I trusted my gut instinct and cancelled my Thursday appointment with the therapist that I wasn’t happy with. I called him today and asked if he had reviewed my son’s case yet and he said he was only half way through. About five minutes later he called me back ready for questions.
I asked him, “So what do you think is going on with my son?”
He said, “Well it looks like he’s dealing with some OCD, impulse issues and oppositional defiant disorder (ODD), possible ADHD and maybe bipolar disorder.”
I then explained that yes he does have a problem with impulses and being defiant, but this is not all the time, only when his moods are off. When he is stable he has self control and obeys us and wants to do well. As for the OCD, I don’t now how he determined that being that he has no OCD tendencies.
Then I asked him, what about him seeing monsters? (Information I provided in the documents he read.)
He said, “For some kids this occurs because they are scared of monsters or of the dark and think they see things. It’s pretty common.”
Then he mentioned that the voices were not typical and that they weren’t coming on gradually so he didn’t think it was schizophrenia. I told him that I agreed and explained that the monsters were not a result of him being scared of the dark.
I then went on to explain the episode that lasted over an hour where he started feeling deep despair followed by seeing monsters. He then experienced quick changing moods of laughter, to crying, to thinking his parents were dead and to him seeing a white bunny with a pink scarf under the bed with his bloody ears cut off, holding a knife and growling at him. After that, my son vomits (from all the adrenaline ) then takes a bath. Once done, he goes down to have dinner and acts as if nothing happened, almost no memory of the episode.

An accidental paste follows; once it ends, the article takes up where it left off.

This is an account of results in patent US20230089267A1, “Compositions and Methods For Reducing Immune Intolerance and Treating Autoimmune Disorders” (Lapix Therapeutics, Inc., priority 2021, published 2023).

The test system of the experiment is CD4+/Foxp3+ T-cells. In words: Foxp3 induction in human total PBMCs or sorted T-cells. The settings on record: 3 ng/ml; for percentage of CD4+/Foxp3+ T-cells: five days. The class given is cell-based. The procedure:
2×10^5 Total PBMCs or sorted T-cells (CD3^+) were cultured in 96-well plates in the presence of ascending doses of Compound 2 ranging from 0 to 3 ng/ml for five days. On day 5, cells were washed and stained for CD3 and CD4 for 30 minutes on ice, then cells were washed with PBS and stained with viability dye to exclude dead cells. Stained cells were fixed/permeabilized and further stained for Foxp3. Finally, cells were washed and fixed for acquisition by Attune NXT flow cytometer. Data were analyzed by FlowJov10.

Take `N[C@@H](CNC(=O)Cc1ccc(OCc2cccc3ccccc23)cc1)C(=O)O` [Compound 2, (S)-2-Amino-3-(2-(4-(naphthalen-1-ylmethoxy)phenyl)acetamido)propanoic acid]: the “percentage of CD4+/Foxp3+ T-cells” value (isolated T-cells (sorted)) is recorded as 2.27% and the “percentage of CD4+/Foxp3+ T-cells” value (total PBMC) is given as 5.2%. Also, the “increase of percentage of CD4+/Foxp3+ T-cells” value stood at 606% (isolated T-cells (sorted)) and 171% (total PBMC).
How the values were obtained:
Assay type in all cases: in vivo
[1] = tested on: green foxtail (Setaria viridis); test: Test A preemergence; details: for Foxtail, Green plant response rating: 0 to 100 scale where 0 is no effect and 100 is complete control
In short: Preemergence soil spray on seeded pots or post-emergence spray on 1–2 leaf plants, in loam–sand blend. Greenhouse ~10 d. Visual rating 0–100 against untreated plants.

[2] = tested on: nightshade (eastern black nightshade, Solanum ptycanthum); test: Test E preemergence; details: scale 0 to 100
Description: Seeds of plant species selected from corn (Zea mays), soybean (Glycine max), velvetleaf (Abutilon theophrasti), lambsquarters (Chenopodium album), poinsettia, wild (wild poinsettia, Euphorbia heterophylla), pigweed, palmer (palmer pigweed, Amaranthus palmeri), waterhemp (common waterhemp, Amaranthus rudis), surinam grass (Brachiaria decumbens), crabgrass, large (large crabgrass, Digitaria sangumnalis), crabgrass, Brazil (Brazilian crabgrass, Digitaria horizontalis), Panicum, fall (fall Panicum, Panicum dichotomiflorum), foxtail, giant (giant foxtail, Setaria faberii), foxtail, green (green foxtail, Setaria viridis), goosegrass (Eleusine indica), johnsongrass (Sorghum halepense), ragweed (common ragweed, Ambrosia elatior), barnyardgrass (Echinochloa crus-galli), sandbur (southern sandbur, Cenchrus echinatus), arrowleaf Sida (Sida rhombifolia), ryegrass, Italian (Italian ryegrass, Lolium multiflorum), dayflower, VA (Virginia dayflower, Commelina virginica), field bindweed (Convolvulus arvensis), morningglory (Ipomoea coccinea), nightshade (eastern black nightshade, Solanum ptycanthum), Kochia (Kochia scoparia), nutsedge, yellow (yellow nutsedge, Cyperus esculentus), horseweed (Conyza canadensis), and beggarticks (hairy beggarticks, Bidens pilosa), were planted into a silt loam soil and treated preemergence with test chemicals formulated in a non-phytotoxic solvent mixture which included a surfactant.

To further demonstrate that these were clear episodes, I then explained a similar thing happening when he left Legoland. While driving home, he sat up with eyes of terror and thought I was a monster in the car trying to kill him, this lasted for about 30 minutes, also occurring after a drastic mood shift into depression.
The therapist responded with, “Is it possible that he just wanted to stay at Legoland and was sad?”
I explained, “No, he was happy to leave, in fact he had a brand new lego in his hand that he couldn’t wait to open once he got back to the house.”
From there I knew he wasn’t getting it. All good questions, but after the materials I provided him, I didn’t think these type of questions would follow.
He then said, “well it’s possible these episodes are mania and in that case I’m leaning towards bipolar. If that’s the case, there’s no way to end the illness, so we can only address his oppositional behavior and impulses. He would need to learn that they aren’t acceptable.”
The fact that he was separating the symptoms had me concerned. Just addressing his oppositional behavior will only lead to him feeling like a bad kid. We need all of his wellness addressed. He needs to learn how to cope with his struggles. Not be punished every time he fails.
So after getting off the phone, I prayed about it, I talked with my husband and I imagined what it would be like if I called him during one of my son’s rages and my gut instinct told me that he wouldn’t be able to help us.
So I cancelled our future appointment.
In the meantime, I have calls out all over town, even our old therapist helped out by giving me names of doctors outside of his HMO that may know where to refer me. It may be a long process, but I’m willing to do the hard work. I’m also approaching this from a different angle, I’m treating this like a job interview, asking them the tough questions, making them explain their experience and theories of practice. I’m making them earn this very important job of helping my son!